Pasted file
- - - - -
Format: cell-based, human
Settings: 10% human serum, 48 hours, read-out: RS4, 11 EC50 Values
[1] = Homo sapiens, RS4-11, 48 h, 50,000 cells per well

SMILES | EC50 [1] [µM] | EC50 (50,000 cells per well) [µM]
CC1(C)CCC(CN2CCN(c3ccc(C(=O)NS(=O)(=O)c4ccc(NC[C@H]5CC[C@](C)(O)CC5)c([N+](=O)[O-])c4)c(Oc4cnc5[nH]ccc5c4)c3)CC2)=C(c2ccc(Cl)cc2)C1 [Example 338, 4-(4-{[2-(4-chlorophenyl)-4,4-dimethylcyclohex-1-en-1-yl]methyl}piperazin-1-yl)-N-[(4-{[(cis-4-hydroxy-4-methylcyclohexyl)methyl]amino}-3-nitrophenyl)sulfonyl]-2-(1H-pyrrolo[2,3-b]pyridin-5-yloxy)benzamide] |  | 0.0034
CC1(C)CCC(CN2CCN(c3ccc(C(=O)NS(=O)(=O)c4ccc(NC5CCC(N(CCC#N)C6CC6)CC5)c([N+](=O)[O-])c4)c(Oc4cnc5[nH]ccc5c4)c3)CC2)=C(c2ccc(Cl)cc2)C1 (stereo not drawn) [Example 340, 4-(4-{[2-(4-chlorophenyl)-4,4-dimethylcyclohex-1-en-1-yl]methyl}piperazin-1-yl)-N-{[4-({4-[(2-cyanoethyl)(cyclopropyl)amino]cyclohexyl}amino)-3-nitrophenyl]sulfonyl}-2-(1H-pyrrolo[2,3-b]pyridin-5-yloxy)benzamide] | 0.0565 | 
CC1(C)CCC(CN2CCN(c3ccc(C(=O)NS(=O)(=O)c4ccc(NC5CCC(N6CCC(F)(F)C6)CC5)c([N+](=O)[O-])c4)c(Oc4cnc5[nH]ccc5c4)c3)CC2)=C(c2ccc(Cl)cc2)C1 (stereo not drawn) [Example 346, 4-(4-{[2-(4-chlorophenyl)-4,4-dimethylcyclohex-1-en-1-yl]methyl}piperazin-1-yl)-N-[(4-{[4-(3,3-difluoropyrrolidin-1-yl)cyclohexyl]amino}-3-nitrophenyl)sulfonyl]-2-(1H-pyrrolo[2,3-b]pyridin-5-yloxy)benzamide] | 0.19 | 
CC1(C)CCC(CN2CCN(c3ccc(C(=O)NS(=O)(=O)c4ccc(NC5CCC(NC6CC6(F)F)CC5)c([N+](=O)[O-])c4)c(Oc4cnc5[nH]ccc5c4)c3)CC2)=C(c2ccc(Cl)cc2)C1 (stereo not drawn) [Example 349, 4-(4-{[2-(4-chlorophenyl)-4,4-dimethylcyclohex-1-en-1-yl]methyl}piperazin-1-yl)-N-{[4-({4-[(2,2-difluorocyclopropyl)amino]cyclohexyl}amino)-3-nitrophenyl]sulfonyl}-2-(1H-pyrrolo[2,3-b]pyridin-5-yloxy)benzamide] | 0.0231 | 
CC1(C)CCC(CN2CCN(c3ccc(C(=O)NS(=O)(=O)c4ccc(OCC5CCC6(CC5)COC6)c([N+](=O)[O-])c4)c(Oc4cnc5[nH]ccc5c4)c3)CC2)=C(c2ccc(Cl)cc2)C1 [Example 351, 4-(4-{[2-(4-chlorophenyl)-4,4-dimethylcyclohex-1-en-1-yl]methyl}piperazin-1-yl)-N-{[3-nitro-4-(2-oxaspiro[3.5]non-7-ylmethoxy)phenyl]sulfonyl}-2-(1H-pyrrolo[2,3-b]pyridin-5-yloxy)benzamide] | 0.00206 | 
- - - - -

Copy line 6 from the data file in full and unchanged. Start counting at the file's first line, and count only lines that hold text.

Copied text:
CC1(C)CCC(CN2CCN(c3ccc(C(=O)NS(=O)(=O)c4ccc(NC5CCC(N(CCC#N)C6CC6)CC5)c([N+](=O)[O-])c4)c(Oc4cnc5[nH]ccc5c4)c3)CC2)=C(c2ccc(Cl)cc2)C1 (stereo not drawn) [Example 340, 4-(4-{[2-(4-chlorophenyl)-4,4-dimethylcyclohex-1-en-1-yl]methyl}piperazin-1-yl)-N-{[4-({4-[(2-cyanoethyl)(cyclopropyl)amino]cyclohexyl}amino)-3-nitrophenyl]sulfonyl}-2-(1H-pyrrolo[2,3-b]pyridin-5-yloxy)benzamide] | 0.0565 | 